Identifying and Measuring Chronic Poverty: Beyond Monetary Measures

36 Pages Posted: 10 Feb 2011

See all articles by David Hulme

David Hulme

University of Manchester - Institute for Development Policy and Management (IDPM)

Andrew McKay

University of Bath - Department of Economics; University of Nottingham - Centre for Research on Economic Development and International Trade (CREDIT)

Date Written: 2005

Abstract

Despite the renewed commitment over the past 15 years to poverty reduction as the core objective of international development discourses and policies, progress to this end remains disappointing. This is particularly evident in the extent to which the world is off track to achieve most of the Millennium Development Goals, globally and in most regions and countries (UNDP 2003; UN Statistics Division 2004). This inadequate progress raises important questions about the policies and strategies (centred around economic growth and human development) that have been adopted to achieve poverty reduction, as well as about key international issues including aid, debt, trade and conflict reduction. It also raises important questions about our very conception and understanding of poverty. While perspectives on poverty have evolved significantly over this period, with widespread acceptance of the multidimensional nature of poverty, and of the importance of considering the depth and severity of poverty, there has been slower progress in recognising and responding to the persistence of poverty over time (Clark and Hulme 2005); in other words, the phenomenon of chronic poverty.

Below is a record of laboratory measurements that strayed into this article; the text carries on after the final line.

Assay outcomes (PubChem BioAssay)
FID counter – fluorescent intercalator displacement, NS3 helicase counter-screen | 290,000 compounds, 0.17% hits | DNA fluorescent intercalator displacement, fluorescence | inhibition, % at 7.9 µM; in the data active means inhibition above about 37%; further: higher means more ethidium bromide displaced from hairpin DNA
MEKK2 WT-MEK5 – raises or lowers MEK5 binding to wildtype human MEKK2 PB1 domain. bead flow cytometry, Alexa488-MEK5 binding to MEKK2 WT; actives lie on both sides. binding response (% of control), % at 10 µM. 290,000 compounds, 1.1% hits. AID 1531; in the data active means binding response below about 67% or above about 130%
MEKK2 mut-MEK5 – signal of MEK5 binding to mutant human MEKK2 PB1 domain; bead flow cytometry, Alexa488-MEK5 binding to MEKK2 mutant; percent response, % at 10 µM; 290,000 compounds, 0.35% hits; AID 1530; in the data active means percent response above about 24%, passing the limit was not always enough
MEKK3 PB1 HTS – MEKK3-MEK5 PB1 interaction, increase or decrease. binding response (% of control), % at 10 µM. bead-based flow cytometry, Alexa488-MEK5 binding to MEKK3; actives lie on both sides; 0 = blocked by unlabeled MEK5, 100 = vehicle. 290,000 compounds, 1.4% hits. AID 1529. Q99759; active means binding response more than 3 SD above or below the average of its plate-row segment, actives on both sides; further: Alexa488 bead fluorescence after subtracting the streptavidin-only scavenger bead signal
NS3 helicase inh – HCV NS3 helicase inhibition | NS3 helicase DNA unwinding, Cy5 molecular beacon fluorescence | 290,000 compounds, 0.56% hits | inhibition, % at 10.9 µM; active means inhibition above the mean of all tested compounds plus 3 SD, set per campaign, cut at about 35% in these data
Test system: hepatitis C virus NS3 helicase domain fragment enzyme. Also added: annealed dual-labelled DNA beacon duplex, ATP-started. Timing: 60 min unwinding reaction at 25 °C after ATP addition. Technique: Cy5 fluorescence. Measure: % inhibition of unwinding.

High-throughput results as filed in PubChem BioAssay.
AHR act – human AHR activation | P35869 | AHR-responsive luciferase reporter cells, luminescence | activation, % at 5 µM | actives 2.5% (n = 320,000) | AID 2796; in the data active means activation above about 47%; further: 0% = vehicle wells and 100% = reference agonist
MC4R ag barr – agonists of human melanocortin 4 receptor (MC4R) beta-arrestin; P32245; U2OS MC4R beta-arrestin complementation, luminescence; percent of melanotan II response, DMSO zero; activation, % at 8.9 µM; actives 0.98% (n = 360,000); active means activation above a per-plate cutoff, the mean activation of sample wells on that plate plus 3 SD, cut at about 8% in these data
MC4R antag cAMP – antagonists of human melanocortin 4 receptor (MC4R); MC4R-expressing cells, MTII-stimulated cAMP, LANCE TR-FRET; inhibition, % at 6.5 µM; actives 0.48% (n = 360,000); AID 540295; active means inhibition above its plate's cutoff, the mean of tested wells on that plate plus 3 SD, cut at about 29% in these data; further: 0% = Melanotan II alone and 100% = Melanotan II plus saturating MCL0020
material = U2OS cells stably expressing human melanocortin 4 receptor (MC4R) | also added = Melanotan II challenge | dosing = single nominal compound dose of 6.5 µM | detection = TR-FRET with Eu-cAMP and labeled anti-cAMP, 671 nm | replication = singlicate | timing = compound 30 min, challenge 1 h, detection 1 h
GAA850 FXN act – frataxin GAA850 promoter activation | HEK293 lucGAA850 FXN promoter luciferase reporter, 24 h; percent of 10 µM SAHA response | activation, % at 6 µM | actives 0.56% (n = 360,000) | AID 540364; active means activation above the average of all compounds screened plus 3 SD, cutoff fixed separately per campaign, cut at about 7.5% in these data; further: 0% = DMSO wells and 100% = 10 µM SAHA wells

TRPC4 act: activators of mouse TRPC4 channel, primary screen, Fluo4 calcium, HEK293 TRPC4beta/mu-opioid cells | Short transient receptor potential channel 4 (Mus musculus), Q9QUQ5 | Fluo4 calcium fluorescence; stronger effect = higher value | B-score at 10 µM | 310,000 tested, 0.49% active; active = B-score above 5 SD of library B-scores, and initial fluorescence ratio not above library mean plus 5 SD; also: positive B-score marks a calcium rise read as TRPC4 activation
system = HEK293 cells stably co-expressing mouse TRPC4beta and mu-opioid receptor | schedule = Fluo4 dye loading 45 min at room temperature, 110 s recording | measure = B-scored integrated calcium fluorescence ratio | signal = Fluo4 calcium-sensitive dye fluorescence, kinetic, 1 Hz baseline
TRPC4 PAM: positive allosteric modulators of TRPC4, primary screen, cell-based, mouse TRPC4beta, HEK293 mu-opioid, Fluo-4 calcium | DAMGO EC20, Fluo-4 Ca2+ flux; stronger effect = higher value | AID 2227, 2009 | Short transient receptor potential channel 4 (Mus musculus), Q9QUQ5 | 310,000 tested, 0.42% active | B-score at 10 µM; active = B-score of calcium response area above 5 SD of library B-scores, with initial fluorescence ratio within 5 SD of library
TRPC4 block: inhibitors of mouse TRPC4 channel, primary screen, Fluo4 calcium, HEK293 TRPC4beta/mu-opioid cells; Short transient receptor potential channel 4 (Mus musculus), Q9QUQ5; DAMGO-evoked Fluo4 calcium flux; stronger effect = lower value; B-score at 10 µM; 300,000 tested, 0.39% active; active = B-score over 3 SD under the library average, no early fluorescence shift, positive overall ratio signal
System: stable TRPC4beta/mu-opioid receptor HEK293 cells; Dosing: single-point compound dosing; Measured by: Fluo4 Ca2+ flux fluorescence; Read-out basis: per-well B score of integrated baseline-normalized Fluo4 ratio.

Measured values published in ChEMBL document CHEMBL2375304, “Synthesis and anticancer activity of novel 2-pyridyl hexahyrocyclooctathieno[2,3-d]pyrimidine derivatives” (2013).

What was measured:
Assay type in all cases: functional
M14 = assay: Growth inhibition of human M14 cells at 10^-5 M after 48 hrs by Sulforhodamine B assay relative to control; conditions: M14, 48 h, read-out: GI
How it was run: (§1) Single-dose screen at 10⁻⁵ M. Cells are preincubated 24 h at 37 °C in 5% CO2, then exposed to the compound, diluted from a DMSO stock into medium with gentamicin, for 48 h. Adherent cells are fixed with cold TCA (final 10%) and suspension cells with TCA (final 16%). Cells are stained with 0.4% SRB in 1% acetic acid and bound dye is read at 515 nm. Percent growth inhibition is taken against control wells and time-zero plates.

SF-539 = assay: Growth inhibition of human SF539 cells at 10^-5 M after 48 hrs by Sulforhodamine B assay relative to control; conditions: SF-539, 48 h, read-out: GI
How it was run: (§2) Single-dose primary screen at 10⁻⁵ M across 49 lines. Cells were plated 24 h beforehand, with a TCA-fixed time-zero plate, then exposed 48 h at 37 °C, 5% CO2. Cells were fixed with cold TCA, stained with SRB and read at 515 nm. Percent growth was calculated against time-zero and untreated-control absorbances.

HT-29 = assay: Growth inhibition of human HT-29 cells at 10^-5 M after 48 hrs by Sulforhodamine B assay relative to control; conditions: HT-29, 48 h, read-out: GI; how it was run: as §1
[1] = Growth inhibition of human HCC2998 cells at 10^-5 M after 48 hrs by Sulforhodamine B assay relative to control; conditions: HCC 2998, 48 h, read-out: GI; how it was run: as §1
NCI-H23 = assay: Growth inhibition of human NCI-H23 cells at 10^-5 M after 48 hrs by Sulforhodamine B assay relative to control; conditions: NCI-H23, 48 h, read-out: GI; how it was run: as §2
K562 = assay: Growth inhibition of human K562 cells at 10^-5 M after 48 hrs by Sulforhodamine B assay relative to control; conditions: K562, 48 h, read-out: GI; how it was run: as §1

Keywords: concepts, assets, policy, livelihoods, multidimensional poverty, methodology, multidimensional poverty measurement

Suggested Citation

Hulme, David and McKay, Andrew, Identifying and Measuring Chronic Poverty: Beyond Monetary Measures (2005). Chronic Poverty Research Centre Working Paper No. 30. Available at SSRN: https://ssrn.com/abstract=1756793 or http://dx.doi.org/10.2139/ssrn.1756793

David Hulme (Contact Author)

University of Manchester - Institute for Development Policy and Management (IDPM) ( email )

Manchester M13 9GH
United Kingdom

Andrew McKay

University of Bath - Department of Economics ( email )

Claverton Down
Bath, BA2 7AY
United Kingdom

University of Nottingham - Centre for Research on Economic Development and International Trade (CREDIT) ( email )

School of Economics
Nottingham, NG7 2RD
United Kingdom

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